WILD boars have become an aggressive and hairy plague in parts of rural
France, where over-protection, over-feeding and the human exodus to the
cities have led to a boom in the porcine population.
Asterix the Gaul, the cartoon character with an appetite for roast boar,
would be delighted with the beast's abundance, but the swelling herds of
sangliers are proving an expensive menace in many areas.
According to the latest estimates well above half a million wild boars
roam the French countryside, uprooting golf courses, munching through cereal
crops and vegetable patches, and occasionally attempting to gore residents
or their dogs.
Last year the French Government paid out a record Fr155 million (£15
million) in compensation to farmers and others for the damage caused by
wild game - an increase of a third on the previous year, and four times
the figure for 1987. More than 80 per cent of the destruction was caused
by wild boars, which can grow to a weight of 270lb and will eat just about
anything, from potatoes and drying laundry to mice.
The start of the wild boar boom can be dated to 1968, when a law was
passed rescinding the ancient French right to kill on sight any wild animal
caught in the act of destruction, and setting out rules for compensation
instead. Farmers stopped bothering to shoot the boars, leaving that to
hunters, and simply sent in a damages bill to the local authorities. Thirty
years later, the boar population is increasing at an alarming rate.
French wild boar hunters in the Obelix tradition are like pigs in clover,
slaughtering record numbers of animals. No fewer than 298,383 boars were
killed in France in 1996, compared with 30,000 in 1970.
The animals are particularly numerous in the depopulated regions of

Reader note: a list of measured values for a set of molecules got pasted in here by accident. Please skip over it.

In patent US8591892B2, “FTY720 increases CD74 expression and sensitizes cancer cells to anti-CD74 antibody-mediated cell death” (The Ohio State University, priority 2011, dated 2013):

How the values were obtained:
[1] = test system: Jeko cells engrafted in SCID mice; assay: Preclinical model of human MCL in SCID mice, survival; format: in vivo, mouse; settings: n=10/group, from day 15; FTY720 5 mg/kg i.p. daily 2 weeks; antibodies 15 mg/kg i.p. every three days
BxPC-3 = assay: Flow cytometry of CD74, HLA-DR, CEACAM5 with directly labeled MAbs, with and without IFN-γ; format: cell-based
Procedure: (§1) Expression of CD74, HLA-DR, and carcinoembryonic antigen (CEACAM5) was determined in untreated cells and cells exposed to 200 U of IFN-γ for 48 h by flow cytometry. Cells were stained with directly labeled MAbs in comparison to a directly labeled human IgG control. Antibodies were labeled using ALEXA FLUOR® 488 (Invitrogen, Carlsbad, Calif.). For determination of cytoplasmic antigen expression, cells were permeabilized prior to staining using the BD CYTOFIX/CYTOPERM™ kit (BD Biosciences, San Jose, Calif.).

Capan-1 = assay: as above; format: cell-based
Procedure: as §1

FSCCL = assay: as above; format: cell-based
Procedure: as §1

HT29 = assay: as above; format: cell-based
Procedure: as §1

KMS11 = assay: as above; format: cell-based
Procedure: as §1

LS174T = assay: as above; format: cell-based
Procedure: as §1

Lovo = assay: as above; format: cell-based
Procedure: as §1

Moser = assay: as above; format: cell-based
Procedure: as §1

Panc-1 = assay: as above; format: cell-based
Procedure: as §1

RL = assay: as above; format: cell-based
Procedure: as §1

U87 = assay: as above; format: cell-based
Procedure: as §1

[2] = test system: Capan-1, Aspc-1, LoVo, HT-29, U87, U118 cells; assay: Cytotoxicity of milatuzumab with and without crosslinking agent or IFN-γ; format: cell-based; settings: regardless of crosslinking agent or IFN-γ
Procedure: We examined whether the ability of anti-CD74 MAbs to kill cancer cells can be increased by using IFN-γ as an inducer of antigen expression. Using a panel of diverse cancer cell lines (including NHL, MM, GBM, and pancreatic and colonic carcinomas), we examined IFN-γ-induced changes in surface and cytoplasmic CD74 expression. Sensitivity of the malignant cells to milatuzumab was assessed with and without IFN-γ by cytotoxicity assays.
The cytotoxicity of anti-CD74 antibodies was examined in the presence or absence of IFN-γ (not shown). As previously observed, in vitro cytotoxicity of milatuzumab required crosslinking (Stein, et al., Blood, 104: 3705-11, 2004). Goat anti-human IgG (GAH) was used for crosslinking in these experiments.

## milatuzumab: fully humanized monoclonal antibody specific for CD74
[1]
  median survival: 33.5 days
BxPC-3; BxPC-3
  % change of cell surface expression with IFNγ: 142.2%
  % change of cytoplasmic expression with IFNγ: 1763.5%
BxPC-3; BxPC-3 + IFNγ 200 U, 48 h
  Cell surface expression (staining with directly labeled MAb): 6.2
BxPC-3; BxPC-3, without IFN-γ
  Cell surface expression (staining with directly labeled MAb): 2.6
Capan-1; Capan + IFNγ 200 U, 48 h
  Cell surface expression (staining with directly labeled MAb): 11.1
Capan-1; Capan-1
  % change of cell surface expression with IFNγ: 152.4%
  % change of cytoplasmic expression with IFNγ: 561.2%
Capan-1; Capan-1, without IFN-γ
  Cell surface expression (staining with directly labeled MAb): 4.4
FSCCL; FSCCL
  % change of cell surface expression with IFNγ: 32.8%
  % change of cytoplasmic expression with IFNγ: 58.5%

central and southern France, where declining agriculture and the spread
of brush and untamed undergrowth provides them with ideal shelter.
"There, where fields and villages have been abandoned, thick scrub
has grown up making it impossible to control the wild boars by hunting,"
Jean-Pierre Arnauduc, technical co-ordinator for the National Federation
of Hunters, said.
Huntsmen themselves are also partly responsible for the population explosion,
because of the widespread technique of leaving out additional food in certain
areas with the dual aim of preventing the wild pigs from foraging into
cultivated land and ensuring a permanent resident population during the
hunting season, September to February.
Particularly keen and competitive hunters have been known to lay out
excessive quantities of wild boar food in the hope of luring additional
animals. The result, however, is that while the hunters are bagging more
and more boars, the wild pigs are simultaneously growing fatter and more
plentiful, breeding far faster than they can be turned into pâté
In Britain, several hundred wild boars are believed to be roaming the
countryside after escaping from farms in recent years. The main concentrations
are in Kent and East Sussex, where several pairs escaped after the 1987
storms. Boars have also been spotted in the West Country, Humberside and
Scotland. In June a Dorset farmer was charged by a sow, forcing him to
take refuge in his tractor.